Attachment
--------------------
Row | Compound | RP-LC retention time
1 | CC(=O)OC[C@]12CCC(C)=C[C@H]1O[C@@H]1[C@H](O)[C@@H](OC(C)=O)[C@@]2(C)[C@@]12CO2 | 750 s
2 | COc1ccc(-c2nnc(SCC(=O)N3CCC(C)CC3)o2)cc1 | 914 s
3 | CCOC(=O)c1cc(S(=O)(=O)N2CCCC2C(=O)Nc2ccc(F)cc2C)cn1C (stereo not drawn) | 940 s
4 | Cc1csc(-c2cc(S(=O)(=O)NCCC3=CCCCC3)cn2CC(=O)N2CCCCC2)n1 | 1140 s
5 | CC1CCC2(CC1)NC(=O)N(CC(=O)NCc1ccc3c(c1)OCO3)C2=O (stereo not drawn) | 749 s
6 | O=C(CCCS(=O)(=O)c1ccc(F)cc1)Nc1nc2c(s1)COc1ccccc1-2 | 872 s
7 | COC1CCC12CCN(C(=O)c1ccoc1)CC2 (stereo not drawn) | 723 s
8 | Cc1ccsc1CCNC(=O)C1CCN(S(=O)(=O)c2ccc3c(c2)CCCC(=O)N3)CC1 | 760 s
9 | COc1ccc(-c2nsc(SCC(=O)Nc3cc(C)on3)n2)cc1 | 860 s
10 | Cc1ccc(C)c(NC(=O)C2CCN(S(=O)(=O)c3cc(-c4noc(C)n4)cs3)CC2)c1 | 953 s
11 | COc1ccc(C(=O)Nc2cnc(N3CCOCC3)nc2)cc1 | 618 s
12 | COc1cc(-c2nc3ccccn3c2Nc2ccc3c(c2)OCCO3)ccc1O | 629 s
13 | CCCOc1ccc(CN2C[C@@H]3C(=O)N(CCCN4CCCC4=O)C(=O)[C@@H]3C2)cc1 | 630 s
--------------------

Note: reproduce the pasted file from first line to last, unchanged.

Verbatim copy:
Row | Compound | RP-LC retention time
1 | CC(=O)OC[C@]12CCC(C)=C[C@H]1O[C@@H]1[C@H](O)[C@@H](OC(C)=O)[C@@]2(C)[C@@]12CO2 | 750 s
2 | COc1ccc(-c2nnc(SCC(=O)N3CCC(C)CC3)o2)cc1 | 914 s
3 | CCOC(=O)c1cc(S(=O)(=O)N2CCCC2C(=O)Nc2ccc(F)cc2C)cn1C (stereo not drawn) | 940 s
4 | Cc1csc(-c2cc(S(=O)(=O)NCCC3=CCCCC3)cn2CC(=O)N2CCCCC2)n1 | 1140 s
5 | CC1CCC2(CC1)NC(=O)N(CC(=O)NCc1ccc3c(c1)OCO3)C2=O (stereo not drawn) | 749 s
6 | O=C(CCCS(=O)(=O)c1ccc(F)cc1)Nc1nc2c(s1)COc1ccccc1-2 | 872 s
7 | COC1CCC12CCN(C(=O)c1ccoc1)CC2 (stereo not drawn) | 723 s
8 | Cc1ccsc1CCNC(=O)C1CCN(S(=O)(=O)c2ccc3c(c2)CCCC(=O)N3)CC1 | 760 s
9 | COc1ccc(-c2nsc(SCC(=O)Nc3cc(C)on3)n2)cc1 | 860 s
10 | Cc1ccc(C)c(NC(=O)C2CCN(S(=O)(=O)c3cc(-c4noc(C)n4)cs3)CC2)c1 | 953 s
11 | COc1ccc(C(=O)Nc2cnc(N3CCOCC3)nc2)cc1 | 618 s
12 | COc1cc(-c2nc3ccccn3c2Nc2ccc3c(c2)OCCO3)ccc1O | 629 s
13 | CCCOc1ccc(CN2C[C@@H]3C(=O)N(CCCN4CCCC4=O)C(=O)[C@@H]3C2)cc1 | 630 s